Sunday, 5 February 2012

The Cheat (1931)

The release of the pre-Hays Code ‘Forbidden Hollywood’ DVD box sets has meant the chance to see some previously unheard-of gems (by me anyway) from the era before various religious and financial institutions caused the imposition of restrictions on what was deemed ‘inappropriate material’ to put on film during the 1930s and 1940s in Hollywood. The Hays Code and its effect on horror cinema is worthy of a long essay in itself but for now let’s concentrate on THE CHEAT.
Tallulah Bankhead (who I had previously seen only in Hammer’s DIE, DIE MY DARLING and while much younger here definitely comes across as someone more worldly wise, cynical and scary than her age at the time ought to have suggested) plays Elsa Carlyle, who is happily married to Jeffrey (Harvey Stephens, obviously not the one from THE OMEN) but has a problem. She’s addicted to gambling and is utterly hopeless at it. 
       Losing $10 000 one night at the turn of a card, the next day she is entrusted with the $13 000 plus that the ladies’ Milk Fund Charity (whatever that might be) has managed to raise to help starving orphans. Rather than simply use it to pay off her debt she invests $10 000 of that in something really very hopeless indeed, only finding out that she has lost everything when she is attending an orientally themed fancy dress party the following evening. There she is, on the phone, wearing a hat that’s ten times bigger than her head and about one thousand times smaller than her chances of her husband forgiving her if he finds out how much money she’s managed to lose. 
       Luckily for absolutely no-one in this film at all she has already met rich Hardy Livingstone (Irving Pichel, looking a lot healthier here than he would in a couple of years’ time as Gloria Holden’s henchman Sandor in Universal’s DRACULA’S DAUGHTER). Hardy loves all things oriental, including clothes, servants, and dolls, of which he has a collection locked in a cupboard to remind him of past lovers. He shows Tallulah these in a scene reminiscent of the pulp horror stories of the time. Each doll has been branded with his mark to show he owns them. He offers to give Tallulah a cheque to help her with her debt in return for ‘special favours’ we can all guess the nature of. Tallulah accepts the money but lo and behold lovely, unsuspecting, ever forgiving hubby has paid her debts off for her. She tries to return the cheque but Hardy’s not happy and just to prove it he burns his mark into her chest with the branding iron he has handily heating up in the brazier in his living room. Understandably upset at this Tallulah shoots him just as Jeffrey arrives to take the rap as the servants come running in.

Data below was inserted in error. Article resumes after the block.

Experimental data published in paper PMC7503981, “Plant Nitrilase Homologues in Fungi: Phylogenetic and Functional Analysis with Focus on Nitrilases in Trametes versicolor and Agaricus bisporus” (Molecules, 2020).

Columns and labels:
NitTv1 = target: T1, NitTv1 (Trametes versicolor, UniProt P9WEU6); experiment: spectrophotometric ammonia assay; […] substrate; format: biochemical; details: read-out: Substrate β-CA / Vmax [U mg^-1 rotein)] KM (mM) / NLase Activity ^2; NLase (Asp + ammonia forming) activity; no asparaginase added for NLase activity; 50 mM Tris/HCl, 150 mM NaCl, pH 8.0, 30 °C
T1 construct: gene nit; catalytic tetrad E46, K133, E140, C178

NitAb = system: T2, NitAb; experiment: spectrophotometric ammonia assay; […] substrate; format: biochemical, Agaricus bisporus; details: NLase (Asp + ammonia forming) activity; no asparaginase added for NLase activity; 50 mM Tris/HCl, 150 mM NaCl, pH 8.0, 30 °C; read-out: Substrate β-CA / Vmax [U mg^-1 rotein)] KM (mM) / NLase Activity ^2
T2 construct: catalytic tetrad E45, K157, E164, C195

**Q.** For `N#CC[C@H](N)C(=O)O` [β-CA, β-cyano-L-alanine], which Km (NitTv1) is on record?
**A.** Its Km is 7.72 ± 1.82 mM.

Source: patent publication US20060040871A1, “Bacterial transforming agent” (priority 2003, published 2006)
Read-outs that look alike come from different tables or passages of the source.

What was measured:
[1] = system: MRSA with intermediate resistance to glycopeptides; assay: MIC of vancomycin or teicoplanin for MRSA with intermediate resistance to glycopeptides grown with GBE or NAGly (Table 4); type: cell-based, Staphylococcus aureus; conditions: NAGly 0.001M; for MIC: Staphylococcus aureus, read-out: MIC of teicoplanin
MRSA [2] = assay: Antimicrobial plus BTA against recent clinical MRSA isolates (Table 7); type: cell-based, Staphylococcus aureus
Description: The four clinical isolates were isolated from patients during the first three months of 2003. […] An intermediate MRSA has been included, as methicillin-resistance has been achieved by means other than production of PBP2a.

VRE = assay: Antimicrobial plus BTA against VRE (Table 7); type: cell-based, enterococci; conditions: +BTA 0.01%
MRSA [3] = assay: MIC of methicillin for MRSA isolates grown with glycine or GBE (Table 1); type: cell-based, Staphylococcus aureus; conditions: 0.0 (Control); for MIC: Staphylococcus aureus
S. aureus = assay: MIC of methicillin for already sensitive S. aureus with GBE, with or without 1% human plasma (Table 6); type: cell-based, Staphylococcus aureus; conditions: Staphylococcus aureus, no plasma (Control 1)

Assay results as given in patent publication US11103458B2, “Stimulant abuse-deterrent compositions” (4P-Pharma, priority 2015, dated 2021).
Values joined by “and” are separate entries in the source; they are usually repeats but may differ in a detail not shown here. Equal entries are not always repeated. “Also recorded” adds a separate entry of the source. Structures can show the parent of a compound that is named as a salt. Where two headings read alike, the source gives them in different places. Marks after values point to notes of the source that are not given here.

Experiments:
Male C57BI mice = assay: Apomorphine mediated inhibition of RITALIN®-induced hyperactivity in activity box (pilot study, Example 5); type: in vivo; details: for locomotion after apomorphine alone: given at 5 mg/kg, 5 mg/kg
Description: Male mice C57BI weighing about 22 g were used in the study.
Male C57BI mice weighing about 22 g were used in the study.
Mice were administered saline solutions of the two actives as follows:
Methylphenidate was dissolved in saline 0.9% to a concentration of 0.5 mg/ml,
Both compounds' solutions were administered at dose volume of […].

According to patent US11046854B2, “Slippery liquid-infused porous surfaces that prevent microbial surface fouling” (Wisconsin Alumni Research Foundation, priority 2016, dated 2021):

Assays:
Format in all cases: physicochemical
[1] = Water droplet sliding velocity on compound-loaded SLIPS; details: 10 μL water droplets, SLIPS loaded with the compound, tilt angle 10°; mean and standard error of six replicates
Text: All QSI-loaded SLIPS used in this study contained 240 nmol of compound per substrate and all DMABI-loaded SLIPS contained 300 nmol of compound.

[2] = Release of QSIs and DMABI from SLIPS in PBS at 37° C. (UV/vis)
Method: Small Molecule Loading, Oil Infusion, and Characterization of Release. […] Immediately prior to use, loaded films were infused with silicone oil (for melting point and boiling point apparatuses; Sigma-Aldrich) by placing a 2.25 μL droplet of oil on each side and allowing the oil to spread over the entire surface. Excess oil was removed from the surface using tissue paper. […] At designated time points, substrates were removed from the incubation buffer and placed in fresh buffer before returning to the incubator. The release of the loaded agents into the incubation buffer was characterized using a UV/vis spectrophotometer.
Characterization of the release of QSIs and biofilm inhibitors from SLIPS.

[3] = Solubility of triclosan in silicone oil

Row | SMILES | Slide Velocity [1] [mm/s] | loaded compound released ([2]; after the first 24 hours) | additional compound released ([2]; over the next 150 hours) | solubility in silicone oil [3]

The rest of the movie’s short running time is taken up with the court case. Hardy has only been wounded and tries to discredit Jeffrey but Tallulah breaks down in front of everyone and confesses which somehow makes everything all right (??) and the film ends with the happy couple tucking into no doubt another outrageously expensive meal that the average Depression-suffering moviegoer  of the time could probably ill afford to buy but could just about pay to look at.
For a movie made in the early 1930s THE CHEAT doesn’t feel that dated at all. Its attitude to the subject matter is deliciously lurid and the branding scene is quite surprising. Not all of the movies in the box set this is a part of are quite as rewarding but anyone interested in Hollywood’s treatment of some pretty lurid and taboo subjects before its hands were tied certainly won’t feel cheated by this.


  1. Recently, I discovered an on-line calculator which tells you the buying power of an historical dollar in today's money. It's probably specific to US currency in many ways, but here we have a fair comparison. Mrs. Carlyle has, in current funds, lost $147,986.18, and must come up with that before her husband finds out. Or, possibly, it's over twice that, as she's already lost that before she's lost the charity's money as well.

    I'll have to seek out this, as well as some of the other salacious titles of that set. Hooray!

  2. Very well calculated, sir! You should seek out these films. They're...interesting, to say the least.